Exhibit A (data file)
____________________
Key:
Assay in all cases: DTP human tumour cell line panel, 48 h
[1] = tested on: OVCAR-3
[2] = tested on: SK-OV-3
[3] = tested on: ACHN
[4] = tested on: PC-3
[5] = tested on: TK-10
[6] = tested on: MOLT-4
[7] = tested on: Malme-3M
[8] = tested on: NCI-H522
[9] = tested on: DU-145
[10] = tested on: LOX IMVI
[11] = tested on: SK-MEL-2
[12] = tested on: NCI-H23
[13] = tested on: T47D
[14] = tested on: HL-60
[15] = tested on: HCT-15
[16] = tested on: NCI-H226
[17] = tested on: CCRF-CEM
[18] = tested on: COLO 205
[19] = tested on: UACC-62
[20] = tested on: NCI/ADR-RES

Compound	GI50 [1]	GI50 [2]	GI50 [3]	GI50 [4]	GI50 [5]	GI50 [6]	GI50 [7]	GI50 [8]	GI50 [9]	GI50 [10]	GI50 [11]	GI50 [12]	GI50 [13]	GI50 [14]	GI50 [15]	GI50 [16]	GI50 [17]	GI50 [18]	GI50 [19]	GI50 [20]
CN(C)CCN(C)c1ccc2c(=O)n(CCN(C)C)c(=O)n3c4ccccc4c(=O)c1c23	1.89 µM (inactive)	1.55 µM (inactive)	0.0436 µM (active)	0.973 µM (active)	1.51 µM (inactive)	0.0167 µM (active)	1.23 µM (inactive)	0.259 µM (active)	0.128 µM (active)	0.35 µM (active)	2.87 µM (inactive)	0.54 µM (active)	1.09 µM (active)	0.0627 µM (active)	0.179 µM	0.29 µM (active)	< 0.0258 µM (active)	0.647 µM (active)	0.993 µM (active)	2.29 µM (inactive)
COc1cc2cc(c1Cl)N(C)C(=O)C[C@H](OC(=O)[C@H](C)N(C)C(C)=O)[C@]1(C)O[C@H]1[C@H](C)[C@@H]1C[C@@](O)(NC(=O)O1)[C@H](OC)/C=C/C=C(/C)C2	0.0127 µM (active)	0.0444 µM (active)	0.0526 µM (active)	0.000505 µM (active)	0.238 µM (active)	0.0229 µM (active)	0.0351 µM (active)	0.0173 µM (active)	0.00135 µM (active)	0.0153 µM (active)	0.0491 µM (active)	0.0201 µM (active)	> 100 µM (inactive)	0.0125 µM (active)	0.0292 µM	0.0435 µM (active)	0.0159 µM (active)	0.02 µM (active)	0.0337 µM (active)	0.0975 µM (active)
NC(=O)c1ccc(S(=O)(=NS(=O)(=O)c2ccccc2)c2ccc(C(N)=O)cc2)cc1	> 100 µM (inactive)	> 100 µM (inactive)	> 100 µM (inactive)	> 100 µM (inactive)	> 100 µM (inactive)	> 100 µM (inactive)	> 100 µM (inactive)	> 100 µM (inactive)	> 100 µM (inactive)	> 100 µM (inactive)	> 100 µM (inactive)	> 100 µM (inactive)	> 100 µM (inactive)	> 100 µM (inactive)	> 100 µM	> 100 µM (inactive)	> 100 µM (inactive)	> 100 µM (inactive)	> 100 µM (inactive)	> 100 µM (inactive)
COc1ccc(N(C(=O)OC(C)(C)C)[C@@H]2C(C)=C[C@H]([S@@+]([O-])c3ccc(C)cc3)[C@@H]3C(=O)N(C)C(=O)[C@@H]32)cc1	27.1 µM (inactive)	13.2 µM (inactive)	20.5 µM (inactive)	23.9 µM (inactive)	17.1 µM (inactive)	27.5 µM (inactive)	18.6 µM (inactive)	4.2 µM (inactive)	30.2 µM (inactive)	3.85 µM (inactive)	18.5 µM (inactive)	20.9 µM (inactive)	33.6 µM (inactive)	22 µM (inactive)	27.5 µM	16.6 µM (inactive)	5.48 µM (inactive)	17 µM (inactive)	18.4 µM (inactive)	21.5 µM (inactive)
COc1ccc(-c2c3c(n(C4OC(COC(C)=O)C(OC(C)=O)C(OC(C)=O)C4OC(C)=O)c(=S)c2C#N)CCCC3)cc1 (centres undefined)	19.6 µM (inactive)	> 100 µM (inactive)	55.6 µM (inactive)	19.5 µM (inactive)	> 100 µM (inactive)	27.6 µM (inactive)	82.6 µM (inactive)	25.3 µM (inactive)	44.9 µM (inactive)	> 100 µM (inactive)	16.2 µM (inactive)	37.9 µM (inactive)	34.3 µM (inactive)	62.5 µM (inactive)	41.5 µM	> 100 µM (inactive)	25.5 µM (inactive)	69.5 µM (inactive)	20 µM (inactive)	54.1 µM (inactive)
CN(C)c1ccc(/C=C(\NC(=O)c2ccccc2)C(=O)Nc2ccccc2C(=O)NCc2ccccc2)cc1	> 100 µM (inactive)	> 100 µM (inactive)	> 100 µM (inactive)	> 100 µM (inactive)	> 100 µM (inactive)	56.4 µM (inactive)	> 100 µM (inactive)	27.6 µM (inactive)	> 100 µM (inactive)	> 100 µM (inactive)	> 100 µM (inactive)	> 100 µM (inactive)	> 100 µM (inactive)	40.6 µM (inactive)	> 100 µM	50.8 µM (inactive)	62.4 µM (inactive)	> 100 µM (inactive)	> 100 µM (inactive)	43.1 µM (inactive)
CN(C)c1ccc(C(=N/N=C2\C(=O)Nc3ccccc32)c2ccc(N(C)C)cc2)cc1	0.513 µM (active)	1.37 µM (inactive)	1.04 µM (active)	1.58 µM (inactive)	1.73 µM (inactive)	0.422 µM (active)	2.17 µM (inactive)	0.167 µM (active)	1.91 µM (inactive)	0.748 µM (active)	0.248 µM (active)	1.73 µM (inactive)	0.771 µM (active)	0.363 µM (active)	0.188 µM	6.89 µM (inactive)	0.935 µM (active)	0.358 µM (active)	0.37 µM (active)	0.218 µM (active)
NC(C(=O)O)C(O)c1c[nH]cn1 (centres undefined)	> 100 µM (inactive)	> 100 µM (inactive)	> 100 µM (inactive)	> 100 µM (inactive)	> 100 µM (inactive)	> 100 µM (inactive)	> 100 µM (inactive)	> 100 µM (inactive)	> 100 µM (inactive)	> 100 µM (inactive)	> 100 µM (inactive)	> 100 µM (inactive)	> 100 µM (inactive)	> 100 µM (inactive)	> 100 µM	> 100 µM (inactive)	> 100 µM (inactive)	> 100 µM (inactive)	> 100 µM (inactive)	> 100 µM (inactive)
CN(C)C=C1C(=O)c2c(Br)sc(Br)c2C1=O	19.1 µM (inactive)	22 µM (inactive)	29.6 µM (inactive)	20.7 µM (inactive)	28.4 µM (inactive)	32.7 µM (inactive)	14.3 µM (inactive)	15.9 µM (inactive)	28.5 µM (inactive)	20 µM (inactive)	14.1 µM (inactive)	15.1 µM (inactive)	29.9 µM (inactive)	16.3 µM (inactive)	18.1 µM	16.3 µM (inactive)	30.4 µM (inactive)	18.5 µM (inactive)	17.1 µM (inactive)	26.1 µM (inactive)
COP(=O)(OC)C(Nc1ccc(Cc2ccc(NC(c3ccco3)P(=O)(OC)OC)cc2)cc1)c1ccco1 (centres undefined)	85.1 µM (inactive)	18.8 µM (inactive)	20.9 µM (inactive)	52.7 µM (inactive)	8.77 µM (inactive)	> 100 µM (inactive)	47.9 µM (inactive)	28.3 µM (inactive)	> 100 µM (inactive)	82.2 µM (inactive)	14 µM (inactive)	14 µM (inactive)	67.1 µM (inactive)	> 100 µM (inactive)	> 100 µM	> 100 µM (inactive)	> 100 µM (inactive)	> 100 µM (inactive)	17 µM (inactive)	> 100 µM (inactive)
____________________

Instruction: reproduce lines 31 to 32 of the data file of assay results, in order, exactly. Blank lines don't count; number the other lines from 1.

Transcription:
NC(C(=O)O)C(O)c1c[nH]cn1 (centres undefined)	> 100 µM (inactive)	> 100 µM (inactive)	> 100 µM (inactive)	> 100 µM (inactive)	> 100 µM (inactive)	> 100 µM (inactive)	> 100 µM (inactive)	> 100 µM (inactive)	> 100 µM (inactive)	> 100 µM (inactive)	> 100 µM (inactive)	> 100 µM (inactive)	> 100 µM (inactive)	> 100 µM (inactive)	> 100 µM	> 100 µM (inactive)	> 100 µM (inactive)	> 100 µM (inactive)	> 100 µM (inactive)	> 100 µM (inactive)
CN(C)C=C1C(=O)c2c(Br)sc(Br)c2C1=O	19.1 µM (inactive)	22 µM (inactive)	29.6 µM (inactive)	20.7 µM (inactive)	28.4 µM (inactive)	32.7 µM (inactive)	14.3 µM (inactive)	15.9 µM (inactive)	28.5 µM (inactive)	20 µM (inactive)	14.1 µM (inactive)	15.1 µM (inactive)	29.9 µM (inactive)	16.3 µM (inactive)	18.1 µM	16.3 µM (inactive)	30.4 µM (inactive)	18.5 µM (inactive)	17.1 µM (inactive)	26.1 µM (inactive)